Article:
Problems with English? Questions? Vocabulary, grammar... Post here :)
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I really felt bad for you after reading that thread of yours and your blog too.. somehow I feel that you are spoiling your present in thinking about all that. Why not live in the current moment and think how to make the best out of the it !
Here, the term "good health" is thought of as an abstract state (being healthy) rather than as a physical thing (a place/room/something called a "good health").
It's nothing to do with it being an abstract state. There are abstract states that can be preceded by the article 'a':
Give it a thought (thought is not a physical thing)
an abstract state (state here is not a physical thing)
The reason 'a' should be dropped here is that the noun 'health' in English is considered UNCOUNTABLE (it can NOT be counted as in one health, two healths, etc)
Other words like that would be: water, air, flour, furniture, advice, etc.
For that reason, you would NOT say: a water, an advice.
You'd say: a drop of water, a glass of water, a piece of advice, etc.
But the reason that uncountable words are uncountable is typically that they are abstract. "Thought" is abstract; "a thought" is thought that has been particularized by content that is more or less concrete. "State" is abstract (as in: "this application holds state") but "an abstract state" is more concrete because it is narrowed down by its adjective, just as "the state" of something is concrete because it has been narrowed down by the range of conditions that such a thing can be in.
Why is it "philosophy of mind" but not "philosophy of the mind" if one of my favourite English poems starts with "Oh the mind, mind has mountains"? "Life in the twentieth century" but "The life of Brian"? Why is it "apples are good for you" or "I like dogs better than cats" although apples, cats and dogs are perfectly countable? Why are the people living next door "the neighbours" and those living two streets down plain "neighbours" (someone else's, of course, therefore not less countable but more abstract).
If I were to translate directly from my native Dutch, I would say "Philosophy of the mind", just as I would say "the life in the twentieth century". Yet I would use "mind" and "life" without an article in other contexts.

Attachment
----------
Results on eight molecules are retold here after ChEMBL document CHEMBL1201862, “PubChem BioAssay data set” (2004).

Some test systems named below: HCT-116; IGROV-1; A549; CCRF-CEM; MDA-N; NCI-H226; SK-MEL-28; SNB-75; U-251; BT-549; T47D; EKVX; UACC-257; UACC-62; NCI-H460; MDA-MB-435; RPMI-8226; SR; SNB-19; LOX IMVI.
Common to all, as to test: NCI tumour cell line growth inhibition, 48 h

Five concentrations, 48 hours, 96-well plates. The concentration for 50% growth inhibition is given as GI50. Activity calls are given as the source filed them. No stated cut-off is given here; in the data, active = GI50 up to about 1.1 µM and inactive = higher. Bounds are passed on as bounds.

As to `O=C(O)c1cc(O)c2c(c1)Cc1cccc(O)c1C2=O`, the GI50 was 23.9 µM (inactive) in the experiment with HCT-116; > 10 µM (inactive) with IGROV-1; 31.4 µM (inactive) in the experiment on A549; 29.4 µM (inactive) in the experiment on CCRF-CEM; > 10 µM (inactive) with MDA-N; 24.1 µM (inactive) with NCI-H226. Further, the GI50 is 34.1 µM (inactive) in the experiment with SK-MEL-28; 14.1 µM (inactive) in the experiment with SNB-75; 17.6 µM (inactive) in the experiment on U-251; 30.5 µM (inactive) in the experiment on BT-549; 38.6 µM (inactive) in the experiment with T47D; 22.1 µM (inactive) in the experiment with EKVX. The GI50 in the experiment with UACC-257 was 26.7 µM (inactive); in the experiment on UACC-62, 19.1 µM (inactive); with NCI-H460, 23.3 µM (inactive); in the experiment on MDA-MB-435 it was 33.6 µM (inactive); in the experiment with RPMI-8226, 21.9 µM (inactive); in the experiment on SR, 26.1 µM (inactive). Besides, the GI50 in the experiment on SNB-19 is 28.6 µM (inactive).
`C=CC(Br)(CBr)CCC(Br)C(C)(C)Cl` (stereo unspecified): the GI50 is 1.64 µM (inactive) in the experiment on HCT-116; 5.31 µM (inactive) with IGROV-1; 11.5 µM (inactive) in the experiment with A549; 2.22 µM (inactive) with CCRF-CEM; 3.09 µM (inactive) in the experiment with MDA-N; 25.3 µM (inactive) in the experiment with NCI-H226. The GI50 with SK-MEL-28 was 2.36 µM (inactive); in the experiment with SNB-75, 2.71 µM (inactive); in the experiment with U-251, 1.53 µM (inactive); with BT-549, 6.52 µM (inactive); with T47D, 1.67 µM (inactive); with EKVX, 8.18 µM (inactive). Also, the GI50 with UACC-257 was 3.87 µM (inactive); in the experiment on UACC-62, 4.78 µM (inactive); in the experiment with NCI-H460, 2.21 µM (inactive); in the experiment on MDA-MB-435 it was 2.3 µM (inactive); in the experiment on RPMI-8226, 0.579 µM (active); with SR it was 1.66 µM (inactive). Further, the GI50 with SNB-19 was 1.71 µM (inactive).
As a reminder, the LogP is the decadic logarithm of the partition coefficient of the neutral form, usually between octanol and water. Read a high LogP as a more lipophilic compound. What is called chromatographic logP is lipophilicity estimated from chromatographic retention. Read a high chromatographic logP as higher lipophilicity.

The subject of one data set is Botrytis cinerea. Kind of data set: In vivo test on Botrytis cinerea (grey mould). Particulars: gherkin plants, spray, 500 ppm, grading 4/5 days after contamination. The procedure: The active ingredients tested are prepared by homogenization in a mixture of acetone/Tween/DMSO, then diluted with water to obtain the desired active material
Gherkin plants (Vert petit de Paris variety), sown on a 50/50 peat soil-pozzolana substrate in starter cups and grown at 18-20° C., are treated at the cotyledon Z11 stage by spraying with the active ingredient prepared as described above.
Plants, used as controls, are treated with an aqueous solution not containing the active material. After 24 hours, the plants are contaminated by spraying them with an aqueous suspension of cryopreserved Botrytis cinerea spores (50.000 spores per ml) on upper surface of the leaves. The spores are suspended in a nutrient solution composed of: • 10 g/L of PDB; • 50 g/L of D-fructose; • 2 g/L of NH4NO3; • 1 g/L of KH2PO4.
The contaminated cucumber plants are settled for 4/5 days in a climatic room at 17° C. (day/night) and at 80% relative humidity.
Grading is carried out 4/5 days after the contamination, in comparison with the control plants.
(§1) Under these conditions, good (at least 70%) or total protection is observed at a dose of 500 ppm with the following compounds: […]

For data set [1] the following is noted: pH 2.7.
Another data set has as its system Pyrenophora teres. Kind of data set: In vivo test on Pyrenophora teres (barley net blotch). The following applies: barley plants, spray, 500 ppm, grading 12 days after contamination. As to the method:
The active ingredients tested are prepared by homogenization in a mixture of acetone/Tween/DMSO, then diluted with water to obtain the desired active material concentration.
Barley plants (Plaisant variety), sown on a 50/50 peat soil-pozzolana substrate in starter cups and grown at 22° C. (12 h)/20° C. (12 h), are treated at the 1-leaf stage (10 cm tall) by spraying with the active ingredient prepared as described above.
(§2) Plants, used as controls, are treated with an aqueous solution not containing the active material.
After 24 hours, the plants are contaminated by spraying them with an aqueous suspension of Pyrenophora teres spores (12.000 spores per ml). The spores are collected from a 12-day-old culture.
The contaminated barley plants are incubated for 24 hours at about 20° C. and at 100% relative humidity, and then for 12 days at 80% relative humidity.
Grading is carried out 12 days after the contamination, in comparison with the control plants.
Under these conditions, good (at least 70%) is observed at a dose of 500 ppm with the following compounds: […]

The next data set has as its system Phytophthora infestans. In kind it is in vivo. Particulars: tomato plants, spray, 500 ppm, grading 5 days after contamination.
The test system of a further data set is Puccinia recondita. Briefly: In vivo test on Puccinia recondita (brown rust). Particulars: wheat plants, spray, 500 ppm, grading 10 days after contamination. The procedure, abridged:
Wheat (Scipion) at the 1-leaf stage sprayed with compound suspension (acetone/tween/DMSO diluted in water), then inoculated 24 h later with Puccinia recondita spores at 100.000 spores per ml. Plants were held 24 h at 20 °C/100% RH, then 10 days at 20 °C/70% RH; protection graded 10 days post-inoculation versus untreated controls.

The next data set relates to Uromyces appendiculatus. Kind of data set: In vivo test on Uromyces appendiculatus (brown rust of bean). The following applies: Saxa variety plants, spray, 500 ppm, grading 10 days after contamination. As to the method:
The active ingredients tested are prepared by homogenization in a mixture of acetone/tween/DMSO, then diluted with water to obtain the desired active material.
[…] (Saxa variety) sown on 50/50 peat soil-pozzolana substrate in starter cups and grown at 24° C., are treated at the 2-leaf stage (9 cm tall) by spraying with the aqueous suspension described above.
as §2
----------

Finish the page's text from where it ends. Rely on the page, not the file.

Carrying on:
I think that abstraction is the more basic factor. As notions of concrete vs abstract differ from language to language ("Bread" in English, "brood" in Dutch, but "le pain" in French...), it is not surprising that many foreign learners have a hard time getting it right all the time (my experience is you need to immerse yourself in the language as logical thinking in terms of "countability" frequently leads to mistakes).
But the reason that uncountable words are uncountable is typically that they are abstract.
Fair enough, but as it doesn't hold true in 100% cases. We can argue all day about the levels of concreteness/abstractness of particular meanings, but the fact remains that not all abstract nouns are uncountable. Similarly, not all concrete nouns are countable.
"Thought" is abstract; "a thought" is thought that has been particularized by content that is more or less concrete....
You're right that we perceive 'a thought' as something far more concrete than 'thought' in general, but it doesn't make 'a thought' a linguistically concrete noun. It's not something that we can hear/touch/see. It still remains an abstract noun.
Besides, I think I can safely assume that a learner who is not sure whether to put 'a' or not does not have your linguistic competence to apply their own judgment in such cases.
For thousands years languages across the world have been shaped by the culture, beliefs and other factors inherent to a given community. This resulted in a situation that the concepts present in two different languages can be totally different. For that reason, applying linguistic knowledge present in a learner's native language to test hypotheses about a target language is inevitable at the beginning, but ideally should be eradicated as soon as possible.
That's another reason why I think that learners should first learn the rules of a language in order to later understand and play with it.
You didn't spoil my mood at all...I was just a little surprised that you had read about my little "predestination problem" and responded to it here. My response was basically saying that I shouldn't really have been so surprised, since after all, this is a public internet forum.
Hmmm..that's an interesting one. I personally would use the latter ("I once told my boss"), but I think the former is also acceptable. Or not, I don't know. I think the former is used more in casual conversation (grammar isn't always perfect then ), but the latter is probably better grammar.
Stictly "once" means "one time". Thus it most commonly refers to past events but can be used for present and future as in "I'm telling you once" and "I will tell you only once".
"I had once told my boss" means that previously to the past time being discussed I had told my boss once (and only once).
"I once told my boss" means just that. It happened some time in the past. Dropping the "had" takes away the sense of a past time being discussed. I think "had" makes the pluperfect -- describing actions in the past before the past.
"I had told my boss" means that previously to the past time being discussed I had told my boss (an unspecified number of times).